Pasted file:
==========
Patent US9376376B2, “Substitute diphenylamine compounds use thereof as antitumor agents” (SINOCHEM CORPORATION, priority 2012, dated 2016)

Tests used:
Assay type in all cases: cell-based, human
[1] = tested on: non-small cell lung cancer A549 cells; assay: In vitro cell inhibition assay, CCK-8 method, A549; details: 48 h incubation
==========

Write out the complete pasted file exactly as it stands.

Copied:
Patent US9376376B2, “Substitute diphenylamine compounds use thereof as antitumor agents” (SINOCHEM CORPORATION, priority 2012, dated 2016)

Tests used:
Assay type in all cases: cell-based, human
[1] = tested on: non-small cell lung cancer A549 cells; assay: In vitro cell inhibition assay, CCK-8 method, A549; details: 48 h incubation